The momentum that has carried
and other digital assets higher in recent days appears to have stalled.
Bets on where the leading cryptocurrency is heading next are piling in. Investment bank Stifel sees $10,000 as a possibility, while bullish traders are eyeing $50,000 as just the next milestone on the road to $100,000.
The biggest crypto was down less than 1% over the last 24 hours to just shy of $44,000, according to data from CoinDesk. Its rally to that level came Monday and Tuesday, after it surged from near $36,000 to $41,000 at the end of last week. While it looks to have left the year-to-date low of $33,000 behind, Bitcoin remains well off November’s all-time high of $68,990, and below the $47,000 level reached on Jan. 1.
Now, a team of market strategists from
Chase have weighed in. They see Bitcoin at $38,000, though there’s a case to be made that $50,000 is within reach.
The bank’s analysis is technical in nature, and is based on the volatility ratio between Bitcoin and gold; Bitcoin is often touted as “digital gold,” and the bullish case for Bitcoin includes the proposition that the digital asset will eventually overtake the precious metal as a safe store of value with little correlation to wider financial markets.
JPMorgan had previously projected that the Bitcoin to gold volatility ratio would fall to 2 times later this year, from 5 times, which would support prices. Strategists at the bank said that “seems unrealistic” and they now see the ratio declining to 4 times.
“Our fair value for Bitcoin based on a volatility ratio of Bitcoin to gold of around 4x would be $38,000, modestly below its current price,” a team led by Nikolaos Panigirtzoglou said in a report Tuesday. “In an upside scenario where there is more normalization in vol. to around 3x, the fair value would be around $50,000.”
There is little doubt that Bitcoin and other digital assets face headwinds this year. Cryptos have apparently become correlated with other risk-sensitive investments, like high-growth stocks in the technology sector. Bitcoin followed tech stocks downward last month as the
—a proxy for U.S.-listed tech—went into correction territory.
In theory, Bitcoin and its peers should trade independently from mainstream financial markets. However, like with equities, the prospect of rising interest rates and less liquidity as a result of central bank policy has rocked the boat. The coming normalization of monetary policy “represents a potential headwind for both traditional and alternative asset classes,” said Panigirtzoglou and his team.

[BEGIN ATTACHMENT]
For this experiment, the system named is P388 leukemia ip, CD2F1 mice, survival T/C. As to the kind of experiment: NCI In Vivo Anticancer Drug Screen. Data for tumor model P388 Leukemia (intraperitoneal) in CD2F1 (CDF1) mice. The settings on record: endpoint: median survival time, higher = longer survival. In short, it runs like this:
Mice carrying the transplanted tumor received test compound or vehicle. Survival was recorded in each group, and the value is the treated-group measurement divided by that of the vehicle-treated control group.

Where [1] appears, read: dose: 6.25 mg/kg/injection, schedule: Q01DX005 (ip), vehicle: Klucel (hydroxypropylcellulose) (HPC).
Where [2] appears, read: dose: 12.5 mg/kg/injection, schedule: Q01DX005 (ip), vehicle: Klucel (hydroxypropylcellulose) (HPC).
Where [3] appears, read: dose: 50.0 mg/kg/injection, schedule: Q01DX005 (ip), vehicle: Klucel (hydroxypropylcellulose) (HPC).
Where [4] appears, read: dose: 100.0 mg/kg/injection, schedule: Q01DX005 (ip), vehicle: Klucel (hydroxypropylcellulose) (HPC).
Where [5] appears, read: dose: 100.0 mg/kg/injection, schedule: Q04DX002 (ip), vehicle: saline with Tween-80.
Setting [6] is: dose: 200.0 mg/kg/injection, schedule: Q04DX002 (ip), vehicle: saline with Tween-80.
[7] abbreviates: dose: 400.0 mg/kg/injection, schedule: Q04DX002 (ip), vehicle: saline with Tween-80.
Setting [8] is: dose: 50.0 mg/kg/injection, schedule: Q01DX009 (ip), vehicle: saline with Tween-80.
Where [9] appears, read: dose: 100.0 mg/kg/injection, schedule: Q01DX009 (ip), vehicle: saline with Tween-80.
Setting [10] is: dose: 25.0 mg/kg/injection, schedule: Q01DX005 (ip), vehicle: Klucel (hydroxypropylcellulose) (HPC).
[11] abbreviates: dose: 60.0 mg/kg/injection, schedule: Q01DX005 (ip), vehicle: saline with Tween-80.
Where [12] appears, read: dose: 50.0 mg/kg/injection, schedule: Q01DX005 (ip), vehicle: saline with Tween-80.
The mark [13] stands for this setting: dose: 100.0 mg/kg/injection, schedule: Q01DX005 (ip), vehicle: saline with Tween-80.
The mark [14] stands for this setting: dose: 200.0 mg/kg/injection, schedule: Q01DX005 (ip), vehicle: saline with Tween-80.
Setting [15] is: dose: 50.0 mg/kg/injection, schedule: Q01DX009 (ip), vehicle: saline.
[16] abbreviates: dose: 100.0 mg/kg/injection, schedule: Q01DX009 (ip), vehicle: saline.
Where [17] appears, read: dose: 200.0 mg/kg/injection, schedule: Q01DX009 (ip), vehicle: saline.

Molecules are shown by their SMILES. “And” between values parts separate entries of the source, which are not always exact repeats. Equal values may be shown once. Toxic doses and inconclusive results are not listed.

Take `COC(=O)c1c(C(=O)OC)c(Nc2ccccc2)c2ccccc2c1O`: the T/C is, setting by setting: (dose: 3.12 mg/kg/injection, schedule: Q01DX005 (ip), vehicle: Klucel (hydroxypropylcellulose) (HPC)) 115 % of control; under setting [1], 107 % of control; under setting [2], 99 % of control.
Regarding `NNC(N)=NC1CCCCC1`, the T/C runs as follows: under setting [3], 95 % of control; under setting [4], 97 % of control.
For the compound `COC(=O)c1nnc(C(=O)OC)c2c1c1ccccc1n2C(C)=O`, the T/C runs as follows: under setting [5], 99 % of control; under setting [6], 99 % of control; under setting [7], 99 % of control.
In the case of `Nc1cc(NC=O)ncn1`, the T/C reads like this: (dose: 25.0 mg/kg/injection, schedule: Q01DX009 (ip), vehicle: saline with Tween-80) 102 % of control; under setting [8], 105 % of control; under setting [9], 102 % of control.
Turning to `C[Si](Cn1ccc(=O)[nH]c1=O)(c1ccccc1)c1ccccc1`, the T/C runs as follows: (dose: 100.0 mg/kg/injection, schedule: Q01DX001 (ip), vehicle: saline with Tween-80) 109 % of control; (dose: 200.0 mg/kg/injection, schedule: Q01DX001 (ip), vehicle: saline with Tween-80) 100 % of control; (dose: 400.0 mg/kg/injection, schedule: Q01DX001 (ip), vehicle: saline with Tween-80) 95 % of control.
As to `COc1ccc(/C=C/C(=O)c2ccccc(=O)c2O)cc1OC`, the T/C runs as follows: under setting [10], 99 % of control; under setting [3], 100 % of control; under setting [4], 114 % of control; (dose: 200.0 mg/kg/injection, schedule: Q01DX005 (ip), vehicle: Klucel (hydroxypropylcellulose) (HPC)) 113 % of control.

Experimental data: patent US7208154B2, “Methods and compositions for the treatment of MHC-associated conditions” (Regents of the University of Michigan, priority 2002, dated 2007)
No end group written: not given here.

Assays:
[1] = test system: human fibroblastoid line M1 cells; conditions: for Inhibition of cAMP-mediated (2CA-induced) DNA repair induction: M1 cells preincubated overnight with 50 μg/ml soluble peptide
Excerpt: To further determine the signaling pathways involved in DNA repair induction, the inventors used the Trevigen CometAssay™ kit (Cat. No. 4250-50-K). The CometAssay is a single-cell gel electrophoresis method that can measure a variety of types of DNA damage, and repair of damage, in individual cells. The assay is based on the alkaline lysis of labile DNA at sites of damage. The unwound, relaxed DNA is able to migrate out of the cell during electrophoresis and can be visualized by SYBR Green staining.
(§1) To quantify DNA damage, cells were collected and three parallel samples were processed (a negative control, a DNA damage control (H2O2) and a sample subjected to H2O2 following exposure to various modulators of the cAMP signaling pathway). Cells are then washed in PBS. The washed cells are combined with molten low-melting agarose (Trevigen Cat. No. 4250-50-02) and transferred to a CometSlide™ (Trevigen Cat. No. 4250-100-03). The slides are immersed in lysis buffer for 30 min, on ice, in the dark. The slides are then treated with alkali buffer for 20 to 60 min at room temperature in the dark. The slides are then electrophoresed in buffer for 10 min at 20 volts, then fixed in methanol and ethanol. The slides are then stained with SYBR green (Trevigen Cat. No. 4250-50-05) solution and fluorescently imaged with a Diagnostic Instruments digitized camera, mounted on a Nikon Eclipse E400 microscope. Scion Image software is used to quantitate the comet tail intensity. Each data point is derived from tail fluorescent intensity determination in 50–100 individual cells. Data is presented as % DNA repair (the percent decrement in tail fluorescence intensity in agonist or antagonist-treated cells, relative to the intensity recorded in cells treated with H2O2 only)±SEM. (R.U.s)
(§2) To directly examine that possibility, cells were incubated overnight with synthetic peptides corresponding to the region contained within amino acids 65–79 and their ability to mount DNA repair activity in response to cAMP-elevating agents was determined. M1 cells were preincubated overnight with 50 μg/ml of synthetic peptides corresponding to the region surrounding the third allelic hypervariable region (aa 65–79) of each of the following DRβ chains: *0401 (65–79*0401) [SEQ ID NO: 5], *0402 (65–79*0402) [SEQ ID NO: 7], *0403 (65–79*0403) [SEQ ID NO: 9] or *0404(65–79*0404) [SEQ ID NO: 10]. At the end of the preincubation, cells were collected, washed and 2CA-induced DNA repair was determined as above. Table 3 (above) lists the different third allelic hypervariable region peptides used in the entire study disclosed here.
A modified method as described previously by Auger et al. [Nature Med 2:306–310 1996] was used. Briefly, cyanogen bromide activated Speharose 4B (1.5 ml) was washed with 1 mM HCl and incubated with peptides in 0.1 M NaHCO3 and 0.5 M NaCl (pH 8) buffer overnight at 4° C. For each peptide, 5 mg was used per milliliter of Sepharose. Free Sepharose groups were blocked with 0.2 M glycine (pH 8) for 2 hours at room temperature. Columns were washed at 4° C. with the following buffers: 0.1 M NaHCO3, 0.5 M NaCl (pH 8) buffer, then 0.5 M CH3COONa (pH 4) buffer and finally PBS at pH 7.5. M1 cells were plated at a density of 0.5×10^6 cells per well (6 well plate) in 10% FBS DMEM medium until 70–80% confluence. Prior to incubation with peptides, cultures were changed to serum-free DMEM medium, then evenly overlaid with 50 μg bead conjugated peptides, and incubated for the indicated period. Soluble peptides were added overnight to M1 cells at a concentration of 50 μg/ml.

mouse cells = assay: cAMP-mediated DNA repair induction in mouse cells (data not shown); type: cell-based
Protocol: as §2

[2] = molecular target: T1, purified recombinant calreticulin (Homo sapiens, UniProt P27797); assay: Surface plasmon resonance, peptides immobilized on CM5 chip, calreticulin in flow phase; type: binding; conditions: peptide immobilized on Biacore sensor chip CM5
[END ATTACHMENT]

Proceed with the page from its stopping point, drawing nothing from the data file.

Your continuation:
“2022 is likely to be a more challenging and more mean-reverting year for digital assets,” the JPMorgan strategists said. “We note the biggest challenge for Bitcoin going forward is its volatility and the boom and bust cycles that hinder further institutional adoption.”
But there is reason for crypto investors to remain hopeful in the long-term.
“Cryptocurrencies and digital assets more broadly are an emerging asset class and thus on a multi-year structural uptrend,” said the team at the bank. “This naturally implies a higher growth for the universe of digital assets over the coming years relative to other alternative asset classes.”
That being said, JPMorgan believes growth is unlikely to be concentrated on Bitcoin, or even its smaller peer
which is the token underpinning the Ethereum blockchain network.
“Growth does not necessarily need to come from continuous price appreciation of existing cryptocurrencies,” said Panigirtzoglou the other strategists. “In our mind it is more likely to come from the expansion of the universe of digital assets.”
Write to Jack Denton at email@example.com
Read More: JPMorgan Sees Bitcoin at $38,000. But Here’s Why $50,000 Isn’t Out of Reach.